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A group of Formula One fans have filed a class-action lawsuit against the Las Vegas Grand Prix and parent company Liberty Media after paying spectators were forced to leave the grandstands of the Las Vegas street circuit following a practice fiasco Thursday night. According to the Associated Press, the aggrieved parties -- represented by Las Vegas-based Dimopoulos Law Firm and co-counsel JK Legal & Consulting -- are seeking at least $30,000 in damages in a Nevada state court.

Fans who bought tickets for Thursday's opening practice of the Grand Prix weekend saw less than 10 minutes of on-track activity before Carlos Sainz Jr. ran over a drain cover, damaging the underside of his Ferrari and forcing the remainder of the session to be cancelled while race officials inspected the circuit. 

The ensuing 2.5-hour delay forced the second practice to be pushed to 2:30 a.m. PT, but fans had been forced to leave the grandstands by then, with organizers citing "given the lateness of the hour and logistical concerns regarding the safe movement of fans and employees out of the circuit." Despite the exorbitant ticket prices for the Grand Prix, fans affected by the delay were merely given a $200 merchandise voucher, which was only offered to single-day ticket holders and not to anyone who purchased three-day passes.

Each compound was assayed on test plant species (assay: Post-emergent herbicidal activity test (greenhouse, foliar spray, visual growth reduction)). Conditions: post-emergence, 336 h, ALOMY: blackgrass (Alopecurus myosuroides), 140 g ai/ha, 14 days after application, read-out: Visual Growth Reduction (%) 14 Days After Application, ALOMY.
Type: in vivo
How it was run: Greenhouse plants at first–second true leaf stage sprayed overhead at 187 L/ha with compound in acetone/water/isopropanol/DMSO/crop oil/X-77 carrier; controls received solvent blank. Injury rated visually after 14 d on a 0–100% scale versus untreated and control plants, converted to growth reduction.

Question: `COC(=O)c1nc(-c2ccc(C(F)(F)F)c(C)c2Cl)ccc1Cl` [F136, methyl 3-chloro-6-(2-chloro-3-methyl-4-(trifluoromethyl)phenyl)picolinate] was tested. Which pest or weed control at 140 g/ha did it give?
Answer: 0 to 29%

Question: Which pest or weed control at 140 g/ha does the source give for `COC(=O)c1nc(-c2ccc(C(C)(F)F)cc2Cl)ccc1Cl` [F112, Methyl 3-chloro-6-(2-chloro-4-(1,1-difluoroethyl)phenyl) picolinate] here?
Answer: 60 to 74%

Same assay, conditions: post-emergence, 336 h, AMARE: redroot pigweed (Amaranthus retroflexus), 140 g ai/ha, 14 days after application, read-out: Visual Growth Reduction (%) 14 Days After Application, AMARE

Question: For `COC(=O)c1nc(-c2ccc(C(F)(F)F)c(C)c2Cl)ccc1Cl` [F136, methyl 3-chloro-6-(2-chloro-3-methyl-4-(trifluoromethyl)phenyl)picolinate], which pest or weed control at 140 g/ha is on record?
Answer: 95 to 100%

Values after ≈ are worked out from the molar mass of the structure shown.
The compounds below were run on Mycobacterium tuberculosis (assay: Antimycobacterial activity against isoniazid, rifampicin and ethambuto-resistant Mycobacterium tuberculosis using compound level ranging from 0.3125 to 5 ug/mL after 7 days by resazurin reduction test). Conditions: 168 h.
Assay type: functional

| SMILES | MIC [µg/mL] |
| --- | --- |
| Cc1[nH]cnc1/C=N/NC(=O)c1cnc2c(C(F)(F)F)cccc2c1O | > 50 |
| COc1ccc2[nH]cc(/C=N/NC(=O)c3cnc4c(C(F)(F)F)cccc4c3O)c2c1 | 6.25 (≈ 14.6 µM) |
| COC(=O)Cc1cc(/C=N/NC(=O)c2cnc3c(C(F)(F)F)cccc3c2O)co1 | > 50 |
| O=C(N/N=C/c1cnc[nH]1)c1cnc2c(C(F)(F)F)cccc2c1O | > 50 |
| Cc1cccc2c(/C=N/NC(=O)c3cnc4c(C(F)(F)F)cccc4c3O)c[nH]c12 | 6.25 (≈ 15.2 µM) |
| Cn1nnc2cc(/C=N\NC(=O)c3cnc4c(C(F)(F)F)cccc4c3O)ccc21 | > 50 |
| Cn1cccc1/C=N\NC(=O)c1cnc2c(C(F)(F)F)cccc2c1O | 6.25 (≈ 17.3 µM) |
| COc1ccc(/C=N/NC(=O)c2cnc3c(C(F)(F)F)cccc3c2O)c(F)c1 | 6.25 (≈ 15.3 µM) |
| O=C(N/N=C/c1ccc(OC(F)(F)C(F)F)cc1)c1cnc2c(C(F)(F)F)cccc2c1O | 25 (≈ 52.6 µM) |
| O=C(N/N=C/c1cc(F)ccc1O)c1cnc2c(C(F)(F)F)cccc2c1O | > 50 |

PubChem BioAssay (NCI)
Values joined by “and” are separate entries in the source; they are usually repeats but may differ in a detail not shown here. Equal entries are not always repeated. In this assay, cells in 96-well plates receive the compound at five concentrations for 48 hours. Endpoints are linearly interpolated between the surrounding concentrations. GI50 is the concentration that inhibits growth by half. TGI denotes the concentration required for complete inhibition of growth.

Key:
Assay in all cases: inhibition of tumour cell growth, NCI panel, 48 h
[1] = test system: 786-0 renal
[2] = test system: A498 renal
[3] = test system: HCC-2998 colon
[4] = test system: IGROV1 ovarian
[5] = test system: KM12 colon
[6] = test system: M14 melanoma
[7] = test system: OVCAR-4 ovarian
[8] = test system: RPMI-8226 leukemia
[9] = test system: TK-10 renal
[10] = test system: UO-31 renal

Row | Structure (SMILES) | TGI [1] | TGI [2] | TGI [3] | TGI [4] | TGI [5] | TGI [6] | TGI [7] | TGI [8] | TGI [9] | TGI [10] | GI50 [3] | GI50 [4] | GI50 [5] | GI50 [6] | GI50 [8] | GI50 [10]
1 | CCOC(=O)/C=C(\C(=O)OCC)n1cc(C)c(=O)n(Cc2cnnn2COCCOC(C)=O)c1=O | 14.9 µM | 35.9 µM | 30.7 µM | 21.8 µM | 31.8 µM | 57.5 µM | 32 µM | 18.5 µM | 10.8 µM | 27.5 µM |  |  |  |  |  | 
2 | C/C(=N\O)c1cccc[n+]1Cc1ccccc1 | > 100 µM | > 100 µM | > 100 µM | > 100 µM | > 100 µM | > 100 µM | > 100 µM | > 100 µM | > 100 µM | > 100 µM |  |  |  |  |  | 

"Clearly that [$200 merchandise voucher] is not a refund that is sufficient. A lot of fans probably don't even want that, they want their money back," Steve Dimopoulos of Dimopoulos Law Firm told Reuters. "There are also peripheral issues of what about the people that came in from out of town and paid for substantial air fare and hotels."

The Sainz incident and the removal of fans from the premises was yet another exercise in poor optics for the Las Vegas Grand Prix. The event has been criticized for everything from the oversight of F1 officials in scheduling a late race for mid-November in Las Vegas without realizing the weather would be cold to a negative impact on local businesses excluded from what is set to turn into an all-consuming downtown spectacle for the ultra-wealthy.

A statement by F1 President Stefano Domenicali and Las Vegas Grand Prix CEO Renee Wilm reemphasized that the circuit was closed to spectators for the second practice due to safety and legal reasons, but did not offer a direct apology.

"We have all been to events, like concerts, games and even other Formula One races, that have been canceled because of factors like weather or technical issues," read the statement. "It happens, and we hope people will understand."